The Coast Guard will launch an investigative hearing into the grounding of the Royal Dutch Shell drilling rig Kulluk on Monday. A formal “marine casualty investigation” is conducted following any event affecting the seaworthiness of a vessel. The Kulluk, known as a “conical drilling unit,” went aground in heavy seas New Year’s Eve on Sitkalidak Island after breaking several tow lines.
Rear Admiral Thomas Ostebo, commander of the Coast Guard 17th District, ordered the formal marine casualty investigation to examine the facts, circumstances, and factors involved in the Kulluk grounding. The hearing will convene Monday at noon in Anchorage’s Loussac Library.
Commander Joshua McTaggart from the Coast Guard Investigations National Center of Expertise is conducting the investigation with the assistance of technical advisors from Coast Guard Sector Anchorage and the Bureau of Safety and Environmental Enforcement. Representatives from the National Transportation Safety Board are also participating.
Witnesses from Shell Oil, its contractors, the Coast Guard, and other organizations will be called to testify about the facts and circumstance surrounding the grounding of the Kulluk.
Once the investigation is completed, McTaggart will submit a written report, which will include findings and recommendations. Then, Ostebo will determine whether additional measures are required to prevent such marine casualties in the future, and what actions need to be taken to promote safety of life and property.
The Kulluk is now in Asia, being refit and undergoing repairs, and Shell has scrapped its plans to explore for oil in the Arctic Ocean for this year.
The Royal Dutch Shell drilling rig Kulluk being loaded aboard the heavy lift vessel Xiang Rui Kou last week in Unalaska. Jim Paulin photo
The trip to Asia for the Royal Dutch Shell floating drill rig Kulluk has been delayed. The Kulluk and the Xiang Rui Kou heavy lift vessel carrying it, have left their anchorage in Unalaska — but the ships aren’t on their way yet.
The vessels have been moved to Broad Bay, just outside of town, says Coast Guard Lt. Jim Fothergill. They’ll stay there until Friday, when they’re scheduled to leave for Singapore. Shell has pushed back the departure twice now. Fothergill says he doesn’t know the reason for the delays, and a Shell spokesman did not return requests for information.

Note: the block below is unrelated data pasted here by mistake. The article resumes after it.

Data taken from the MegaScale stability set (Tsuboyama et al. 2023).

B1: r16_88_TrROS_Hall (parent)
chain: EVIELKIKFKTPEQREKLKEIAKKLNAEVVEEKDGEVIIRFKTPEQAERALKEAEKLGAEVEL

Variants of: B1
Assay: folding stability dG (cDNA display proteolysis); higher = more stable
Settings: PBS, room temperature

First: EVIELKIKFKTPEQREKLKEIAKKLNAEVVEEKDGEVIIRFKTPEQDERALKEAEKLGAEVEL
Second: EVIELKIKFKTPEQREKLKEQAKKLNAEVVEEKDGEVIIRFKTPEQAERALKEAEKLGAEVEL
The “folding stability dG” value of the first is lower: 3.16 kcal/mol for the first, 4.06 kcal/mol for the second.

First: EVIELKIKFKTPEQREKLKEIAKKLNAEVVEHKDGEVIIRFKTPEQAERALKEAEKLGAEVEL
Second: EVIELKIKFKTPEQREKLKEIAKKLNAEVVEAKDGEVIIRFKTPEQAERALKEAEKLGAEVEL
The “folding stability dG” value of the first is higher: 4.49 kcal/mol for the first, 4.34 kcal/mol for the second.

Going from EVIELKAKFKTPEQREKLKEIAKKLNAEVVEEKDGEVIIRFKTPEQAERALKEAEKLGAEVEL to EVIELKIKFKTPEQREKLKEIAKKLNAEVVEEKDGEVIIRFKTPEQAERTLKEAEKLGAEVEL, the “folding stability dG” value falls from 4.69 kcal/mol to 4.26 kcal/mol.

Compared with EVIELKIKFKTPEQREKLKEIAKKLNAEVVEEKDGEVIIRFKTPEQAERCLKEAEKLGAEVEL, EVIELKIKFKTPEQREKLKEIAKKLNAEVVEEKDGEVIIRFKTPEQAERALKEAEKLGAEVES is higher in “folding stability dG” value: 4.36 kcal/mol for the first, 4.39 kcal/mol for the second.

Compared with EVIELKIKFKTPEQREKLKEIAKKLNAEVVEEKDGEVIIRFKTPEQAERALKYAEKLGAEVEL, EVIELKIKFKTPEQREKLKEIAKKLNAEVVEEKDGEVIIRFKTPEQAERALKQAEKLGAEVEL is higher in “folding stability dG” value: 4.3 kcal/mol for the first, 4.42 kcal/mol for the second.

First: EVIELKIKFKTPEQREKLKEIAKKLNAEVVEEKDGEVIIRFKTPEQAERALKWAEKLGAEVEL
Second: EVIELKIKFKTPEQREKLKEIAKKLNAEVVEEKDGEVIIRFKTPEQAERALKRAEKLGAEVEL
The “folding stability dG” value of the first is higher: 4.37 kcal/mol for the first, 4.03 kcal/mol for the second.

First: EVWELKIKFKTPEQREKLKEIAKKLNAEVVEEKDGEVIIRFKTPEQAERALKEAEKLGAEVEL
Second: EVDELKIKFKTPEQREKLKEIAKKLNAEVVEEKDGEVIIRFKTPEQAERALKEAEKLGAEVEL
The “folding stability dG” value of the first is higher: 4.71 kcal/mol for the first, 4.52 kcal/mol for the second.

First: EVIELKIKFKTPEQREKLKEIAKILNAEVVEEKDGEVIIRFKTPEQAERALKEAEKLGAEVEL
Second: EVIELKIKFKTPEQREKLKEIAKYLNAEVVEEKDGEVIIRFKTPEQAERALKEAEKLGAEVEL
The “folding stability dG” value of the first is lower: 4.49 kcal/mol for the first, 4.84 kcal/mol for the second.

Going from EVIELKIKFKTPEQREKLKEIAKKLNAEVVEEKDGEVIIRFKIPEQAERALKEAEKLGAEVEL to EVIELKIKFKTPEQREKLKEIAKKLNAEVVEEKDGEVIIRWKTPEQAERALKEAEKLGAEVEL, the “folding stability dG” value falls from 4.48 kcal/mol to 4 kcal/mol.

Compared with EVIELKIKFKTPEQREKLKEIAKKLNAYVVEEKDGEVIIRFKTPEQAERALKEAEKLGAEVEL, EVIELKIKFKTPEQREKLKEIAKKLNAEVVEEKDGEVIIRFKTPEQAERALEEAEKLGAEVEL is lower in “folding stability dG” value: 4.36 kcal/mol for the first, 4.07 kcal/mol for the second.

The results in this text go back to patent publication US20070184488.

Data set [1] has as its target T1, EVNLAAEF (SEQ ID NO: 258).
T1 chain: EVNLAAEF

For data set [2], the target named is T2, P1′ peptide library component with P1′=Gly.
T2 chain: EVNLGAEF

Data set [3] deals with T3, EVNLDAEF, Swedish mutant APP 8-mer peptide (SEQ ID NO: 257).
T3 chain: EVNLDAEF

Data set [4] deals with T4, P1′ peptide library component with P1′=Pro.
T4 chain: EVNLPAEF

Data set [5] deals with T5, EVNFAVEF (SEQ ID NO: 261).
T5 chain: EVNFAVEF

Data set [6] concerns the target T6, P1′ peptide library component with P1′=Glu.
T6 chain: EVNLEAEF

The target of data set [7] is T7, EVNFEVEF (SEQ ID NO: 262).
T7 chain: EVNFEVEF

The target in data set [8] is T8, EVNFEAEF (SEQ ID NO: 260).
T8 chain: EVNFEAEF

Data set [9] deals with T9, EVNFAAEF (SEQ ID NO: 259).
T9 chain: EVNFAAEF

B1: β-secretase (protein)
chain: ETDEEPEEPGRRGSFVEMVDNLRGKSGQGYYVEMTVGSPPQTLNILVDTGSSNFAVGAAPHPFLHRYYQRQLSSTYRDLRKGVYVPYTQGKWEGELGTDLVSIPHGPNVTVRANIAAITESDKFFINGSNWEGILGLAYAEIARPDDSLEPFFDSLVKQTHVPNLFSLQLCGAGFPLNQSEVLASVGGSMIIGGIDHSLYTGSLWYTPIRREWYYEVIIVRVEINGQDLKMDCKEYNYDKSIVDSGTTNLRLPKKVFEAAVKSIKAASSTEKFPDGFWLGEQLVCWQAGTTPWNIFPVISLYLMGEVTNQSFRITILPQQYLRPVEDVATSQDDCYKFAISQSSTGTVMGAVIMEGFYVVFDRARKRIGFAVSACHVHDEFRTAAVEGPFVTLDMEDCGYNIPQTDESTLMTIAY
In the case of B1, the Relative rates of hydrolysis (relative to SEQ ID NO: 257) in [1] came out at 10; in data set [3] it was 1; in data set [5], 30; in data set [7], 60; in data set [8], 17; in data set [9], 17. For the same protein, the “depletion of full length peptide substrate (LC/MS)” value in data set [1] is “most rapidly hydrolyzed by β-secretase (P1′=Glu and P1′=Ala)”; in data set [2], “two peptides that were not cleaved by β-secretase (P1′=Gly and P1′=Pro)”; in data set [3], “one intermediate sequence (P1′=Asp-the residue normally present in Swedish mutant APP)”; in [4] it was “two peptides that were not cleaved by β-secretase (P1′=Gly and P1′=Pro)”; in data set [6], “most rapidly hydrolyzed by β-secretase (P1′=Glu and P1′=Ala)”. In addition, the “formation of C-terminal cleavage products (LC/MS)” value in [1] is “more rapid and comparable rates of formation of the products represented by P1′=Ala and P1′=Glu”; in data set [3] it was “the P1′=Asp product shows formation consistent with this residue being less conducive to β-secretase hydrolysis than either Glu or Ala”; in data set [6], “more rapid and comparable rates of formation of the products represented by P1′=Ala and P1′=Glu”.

Final preparations are being made to transfer Shell Oil’s floating drill rig Kulluk to Asia.
Early yesterday morning, three tugboats maneuvered the Shell rig out of its berth in Unalaska and onto the deck of the partially submerged Xiang Rui Kou [shee-ONG roo-AY KOO] heavy lift vessel.
Before the operation started, marine pilot Carter Whalen said the Kulluk would be a challenge to move because of its domed shape.
“With three different tugs pulling on it with lines, it has a tendency to spin one way or the other. And once it starts spinning, it’s hard to stop it from spinning. It slides transversely through the water,” he said. “It’s kind of a balancing act, rather than having to use a lot of power. It’s kind of a finesse.”
When reached yesterday aboard the Kulluk, Whalen said the tow went smoothly. Engineers ensured that the rig was properly positioned on the Xiang Rui Kou. Then, the heavy lift ship emptied its ballast tanks and floated its deck above the surface, taking the oil rig with it.
“Then there will be a four or five day process, once she’s floated, where they will secure and weld and reinforce the Kulluk into position before they cross the Pacific.”
The ships are expected to leave Unalaska toward the end of the week. They’re bound for Asia, where the Kulluk will undergo repairs for damage from when the rig grounded near Kodiak on New Years Eve.
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Tagged Kulluk, Shell Oil